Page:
From Madurai, we drive about 4 hours to reach Munnar. Munnar is a hill station located at 1,600 meters in the Western Ghats range of mountains in Kerala. It once served as the summer resort for the British Government in South India. It is still a popular resort town nowadays with tea plantations, small towns, and numerous resorts. We stayed at the Panoramic Getaway Hotel here in Munnar for the next couple of nights. The hotel is relatively new but the design and decor is a bit dated and gaudy. Most of the guests seem to be local Indians, many on their honeymoons. As far as I know, there are no international or large hotel chains present here.
Munnar is famous for its tea plantations, many of which were started by the British. The Kanan Devan brand of tea from Tata is grown and processed here. In 2007, Tata Tea transferred 17 of its tea estates in Munnar (covering about 14,000 hectares) to Kanan Devan Hills Plantation Company under the employee buyout model making it one of the largest employee shareholder companies in India. Tata also opened a tea Museum to showcase the growth of tea plantations in the Western Ghats where photographs and curios related to the origins of tea plantations are displayed. You can also join the tour to understand how tea is processed which is interesting but skip the tea tasting which is basically equivalent to tasting different everyday tea bag quality tea.
There are many other places of interest in the area, including the Eravikulam National Park, Mattupetty, Pallivascal, Top Station, etc. Eravikulam National Park is famous for the Neelakurinji which blooms once every 12 years and covers the hills in a carpet of blue. Unfortunately, the next bloom is not until 2018. It is also known for its endangered goat antelope, Nilgiri Tahr. The National Park is great for hiking and it also has the highest peak in South India, the Anamudi Peak, at 2,700 meters. Munnar is an area with many dams and waterfalls and Mattupetty is one such dam with a beautiful lake offering boat rides. Top station was a historic transhipment location where tea used to be transported down by ropeway to the railway station. It offers panoramic views of the area and is a great place to view the Neelakurinji flowers. Oftentimes, when the clouds roll in, it feels like you are standing above the clouds. On the way to Top Station, there is a small lake called Echo Point where every call made from the lake’s embankment is returned manyfold by the echo from the surrounding hills.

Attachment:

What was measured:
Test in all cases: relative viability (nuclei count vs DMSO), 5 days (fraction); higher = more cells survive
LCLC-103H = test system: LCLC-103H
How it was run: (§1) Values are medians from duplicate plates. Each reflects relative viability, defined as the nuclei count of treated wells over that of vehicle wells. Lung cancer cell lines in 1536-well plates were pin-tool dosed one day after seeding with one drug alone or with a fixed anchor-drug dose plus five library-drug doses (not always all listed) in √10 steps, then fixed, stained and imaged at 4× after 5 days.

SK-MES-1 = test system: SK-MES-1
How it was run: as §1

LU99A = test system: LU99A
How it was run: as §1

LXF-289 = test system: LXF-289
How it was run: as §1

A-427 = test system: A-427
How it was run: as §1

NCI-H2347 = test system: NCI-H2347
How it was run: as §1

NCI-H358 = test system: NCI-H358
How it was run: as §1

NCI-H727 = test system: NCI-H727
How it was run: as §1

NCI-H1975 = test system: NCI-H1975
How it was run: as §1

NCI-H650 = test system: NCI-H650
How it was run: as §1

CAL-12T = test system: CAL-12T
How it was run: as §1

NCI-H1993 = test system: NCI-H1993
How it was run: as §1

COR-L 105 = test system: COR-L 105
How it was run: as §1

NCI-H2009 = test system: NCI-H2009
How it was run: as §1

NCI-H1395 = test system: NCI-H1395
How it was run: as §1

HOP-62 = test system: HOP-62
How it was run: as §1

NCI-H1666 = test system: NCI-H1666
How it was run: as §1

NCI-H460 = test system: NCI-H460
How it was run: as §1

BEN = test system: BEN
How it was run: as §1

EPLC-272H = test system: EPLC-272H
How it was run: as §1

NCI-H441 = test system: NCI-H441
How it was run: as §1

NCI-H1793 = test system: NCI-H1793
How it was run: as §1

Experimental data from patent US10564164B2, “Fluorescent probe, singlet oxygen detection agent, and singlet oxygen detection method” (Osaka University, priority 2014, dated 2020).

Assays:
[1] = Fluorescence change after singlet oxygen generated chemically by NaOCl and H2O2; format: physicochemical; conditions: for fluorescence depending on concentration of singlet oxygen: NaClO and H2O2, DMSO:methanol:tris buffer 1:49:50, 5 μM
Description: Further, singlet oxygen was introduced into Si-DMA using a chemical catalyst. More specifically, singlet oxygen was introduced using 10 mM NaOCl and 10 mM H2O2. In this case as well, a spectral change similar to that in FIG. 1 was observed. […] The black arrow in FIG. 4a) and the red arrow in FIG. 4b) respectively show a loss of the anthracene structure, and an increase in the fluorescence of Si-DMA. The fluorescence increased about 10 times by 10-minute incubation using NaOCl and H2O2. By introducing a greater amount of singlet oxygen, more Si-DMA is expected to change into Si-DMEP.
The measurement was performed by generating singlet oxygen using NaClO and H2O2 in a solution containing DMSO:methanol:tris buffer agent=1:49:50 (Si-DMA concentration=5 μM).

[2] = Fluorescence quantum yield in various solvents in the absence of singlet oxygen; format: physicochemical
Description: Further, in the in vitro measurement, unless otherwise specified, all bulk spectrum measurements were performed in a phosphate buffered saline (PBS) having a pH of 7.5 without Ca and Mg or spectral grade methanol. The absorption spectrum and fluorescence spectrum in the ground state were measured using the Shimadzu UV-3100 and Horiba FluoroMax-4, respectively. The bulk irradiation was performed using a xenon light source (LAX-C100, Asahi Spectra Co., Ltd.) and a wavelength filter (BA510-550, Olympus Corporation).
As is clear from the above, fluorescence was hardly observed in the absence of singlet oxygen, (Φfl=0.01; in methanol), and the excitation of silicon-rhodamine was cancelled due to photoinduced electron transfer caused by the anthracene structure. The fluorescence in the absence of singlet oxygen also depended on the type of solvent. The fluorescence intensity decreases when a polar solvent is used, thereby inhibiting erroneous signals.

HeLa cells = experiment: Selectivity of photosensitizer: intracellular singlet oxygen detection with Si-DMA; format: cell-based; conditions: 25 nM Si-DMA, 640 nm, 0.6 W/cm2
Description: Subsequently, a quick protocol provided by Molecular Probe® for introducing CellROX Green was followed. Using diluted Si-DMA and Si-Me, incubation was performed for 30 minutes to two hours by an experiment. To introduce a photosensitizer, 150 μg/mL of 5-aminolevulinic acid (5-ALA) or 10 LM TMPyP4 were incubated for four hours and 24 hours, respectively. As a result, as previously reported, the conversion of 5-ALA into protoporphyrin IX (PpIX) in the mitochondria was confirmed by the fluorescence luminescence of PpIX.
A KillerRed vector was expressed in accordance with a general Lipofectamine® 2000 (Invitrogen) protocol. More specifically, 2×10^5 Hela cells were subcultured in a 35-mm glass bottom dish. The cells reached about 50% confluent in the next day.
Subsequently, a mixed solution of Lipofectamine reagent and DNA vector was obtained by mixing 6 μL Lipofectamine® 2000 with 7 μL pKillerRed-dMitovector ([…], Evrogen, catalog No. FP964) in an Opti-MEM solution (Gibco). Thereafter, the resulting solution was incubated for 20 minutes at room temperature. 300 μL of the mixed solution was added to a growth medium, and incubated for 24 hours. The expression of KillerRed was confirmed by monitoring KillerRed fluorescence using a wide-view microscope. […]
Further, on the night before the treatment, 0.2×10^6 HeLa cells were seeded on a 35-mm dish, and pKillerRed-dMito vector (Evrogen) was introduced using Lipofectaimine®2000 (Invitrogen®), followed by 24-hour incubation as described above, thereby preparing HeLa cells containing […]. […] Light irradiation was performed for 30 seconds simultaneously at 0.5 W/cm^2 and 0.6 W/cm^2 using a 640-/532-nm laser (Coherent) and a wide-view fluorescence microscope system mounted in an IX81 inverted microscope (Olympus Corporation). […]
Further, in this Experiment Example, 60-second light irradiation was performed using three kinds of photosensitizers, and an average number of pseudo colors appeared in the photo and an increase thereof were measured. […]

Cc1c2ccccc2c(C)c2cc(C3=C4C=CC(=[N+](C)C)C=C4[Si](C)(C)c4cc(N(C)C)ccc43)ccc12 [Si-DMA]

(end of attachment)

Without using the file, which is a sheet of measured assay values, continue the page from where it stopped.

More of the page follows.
There is not very much going on in the evenings in Munnar. Most tourists, including ourselves, are taken to see the Kathakali Dance and Kalaripayattu martial arts performances. Kathakali is a form of classical Indian dance dating back to the 17th century. It is a dance as well as acting and has had a long tradition in Kerala. Kathakali literally means “Story-Play” and is known for its elaborate makeup, face masks and costumes. We arrived half an hour before the show to see how the makeup is done.
After the Kathakali Dance performance, we moved to the next room to see the Kalaripayattu performance. Kalaripayattu is a martial art originating from Kerala and is also considered one of the oldest fighting systems in existence. After several fighting demonstrations, the performance became a bit of a circus performance with the fighters jumping through fire rings and doing contortionist moves.
After a relaxing couple days in Munnar, we continue for another 4 hours drive to Cochin to board our boat in the Kerala backwaters. Stay tuned!
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